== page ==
10th December 2018

Making a difference with my membership

I know I’m fortunate to work for an organisation that encourages and promotes pushing your professional development and supporting you to be the best you can be in this industry.

After completing an architecture degree at Sheffield Hallam University and entering an architectural practice, it dawned on me that this wasn’t what I wanted to do. I wanted to get hands on and see the site. I changed tact and entered the Wates Graduate scheme in 2016. Whilst doing my degree, I had been working towards Chartership with RIBA but now that architecture was no longer my calling, I didn’t want to lose that focus and I began my PDP route to CIOB membership in January 2017.

Then life took over. Although my company encourages Chartership, the day job still had to be priority and my work load is fast paced and demanding. It was difficult to carve out time to complete my assessments outside of work but I was so thankful to my assessor, Bruce White. He encouraged me, checked in with me on a regular basis, and essentially pestered and pushed me across the finish line and what a relief it was. Although tough, the sense of pride I got by overcoming that final hurdle, to see MCIOB after my name, was all worth it.

I’ve been a member now for a month, but I got involved with the work of the CIOB before then. I’m an active part of the Novus young professional network in Manchester, which has given me opportunities to invest in my development through events and being on the committee. It’s important to recognise that your working environment can only push you so far and being part of a professional body like the CIOB can help you tackle the areas of development that you can’t in the day-to-day of your job. For example, being a site manager, you don’t often get to use the professional skills of presenting and leadership on site but I want to be prepared with those skills for when I need them. CIOB events provide that chance to learn, as do the CIOB Academy courses.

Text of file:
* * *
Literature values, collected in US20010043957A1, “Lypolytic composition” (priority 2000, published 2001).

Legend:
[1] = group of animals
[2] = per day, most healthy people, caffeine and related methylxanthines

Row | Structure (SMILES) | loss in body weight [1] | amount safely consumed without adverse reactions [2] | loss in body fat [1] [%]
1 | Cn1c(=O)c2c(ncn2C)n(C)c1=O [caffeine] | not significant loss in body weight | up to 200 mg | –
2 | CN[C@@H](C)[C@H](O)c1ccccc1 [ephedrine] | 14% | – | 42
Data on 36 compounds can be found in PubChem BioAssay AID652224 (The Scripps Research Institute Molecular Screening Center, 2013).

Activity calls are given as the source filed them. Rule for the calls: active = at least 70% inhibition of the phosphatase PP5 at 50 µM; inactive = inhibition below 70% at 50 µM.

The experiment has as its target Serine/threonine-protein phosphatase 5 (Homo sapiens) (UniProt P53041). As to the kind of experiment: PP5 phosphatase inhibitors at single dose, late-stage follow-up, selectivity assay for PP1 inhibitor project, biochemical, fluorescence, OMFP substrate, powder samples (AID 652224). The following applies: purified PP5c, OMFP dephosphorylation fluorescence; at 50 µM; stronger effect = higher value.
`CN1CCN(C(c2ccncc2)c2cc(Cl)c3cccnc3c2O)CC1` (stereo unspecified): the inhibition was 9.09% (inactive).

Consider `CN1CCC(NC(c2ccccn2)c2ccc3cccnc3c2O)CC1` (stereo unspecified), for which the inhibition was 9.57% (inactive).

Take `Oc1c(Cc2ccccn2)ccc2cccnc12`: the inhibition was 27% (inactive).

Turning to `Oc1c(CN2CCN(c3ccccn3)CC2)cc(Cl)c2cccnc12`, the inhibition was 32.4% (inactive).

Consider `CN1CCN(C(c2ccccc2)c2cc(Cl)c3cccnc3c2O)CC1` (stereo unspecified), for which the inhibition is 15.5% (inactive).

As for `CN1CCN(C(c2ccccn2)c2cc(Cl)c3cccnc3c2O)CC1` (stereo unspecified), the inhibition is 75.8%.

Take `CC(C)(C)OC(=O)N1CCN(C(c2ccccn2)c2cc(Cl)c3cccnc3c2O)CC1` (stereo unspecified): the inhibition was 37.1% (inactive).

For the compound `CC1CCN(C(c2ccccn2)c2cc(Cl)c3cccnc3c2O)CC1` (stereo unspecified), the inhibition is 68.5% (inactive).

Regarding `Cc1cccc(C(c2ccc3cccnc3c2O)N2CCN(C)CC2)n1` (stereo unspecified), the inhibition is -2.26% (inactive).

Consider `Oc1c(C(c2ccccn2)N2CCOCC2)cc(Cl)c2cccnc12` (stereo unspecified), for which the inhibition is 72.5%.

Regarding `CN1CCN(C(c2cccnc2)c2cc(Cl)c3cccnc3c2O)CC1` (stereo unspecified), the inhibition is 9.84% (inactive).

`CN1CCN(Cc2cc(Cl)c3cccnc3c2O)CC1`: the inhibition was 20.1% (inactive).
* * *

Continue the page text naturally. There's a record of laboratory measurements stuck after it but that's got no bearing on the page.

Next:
As a female member of the CIOB and in this industry, it’s important to acknowledge the changes needed in diversity in the built environment as you still need some grit and a determined attitude to get by. There is still a feeling that, as a woman, I have to work that bit harder to prove my worth. That was part of the reason I wanted to get my membership as being MCIOB has definitely boosted my confidence and the belief that I deserve to be here. But things are changing! At our Manchester Novus Committee meetings, the women outweigh the men 5 to 1. I’ve also been able to see how I’ve changed the views of those around me. I’ve had many conversations on site, many with men asking me ‘what made you do this’. These conversations give me a chance to explain; I love this industry just as much as they do and now I’m not treated any differently. I’ve had the opportunity to change the working environment too as I seem to bring a calming influence to site.  There is a lost passion and a missing praise culture in this industry and we need to be celebrating the successes more and throughout the job, not just at the end. We have a tendency to be quick about the negatives and ignore the hard work and value we bring to the public with our skills and expertise. I have different tactics for managing people, focusing on those positives and praise, and that seems to have challenged the status quo and shown there are different ways of dealing with situations and people professionally that can bring pride back into our work.

Becoming chartered has also made me feel like I stand out, for the right reasons. There aren’t many MCIOB in my team and many believe, wrongly, that it’s not for them or that they can’t do it. I hope that by seeing me, a young female, accomplishing this that they are inspired and encouraged to follow suit. It’s also made me feel that my voice is valid and welcomed. I believe it’s important to give back and contribute to our industry, and I think I have good ideas to contribute so I’ll be using my membership to speak out and make a difference.

 

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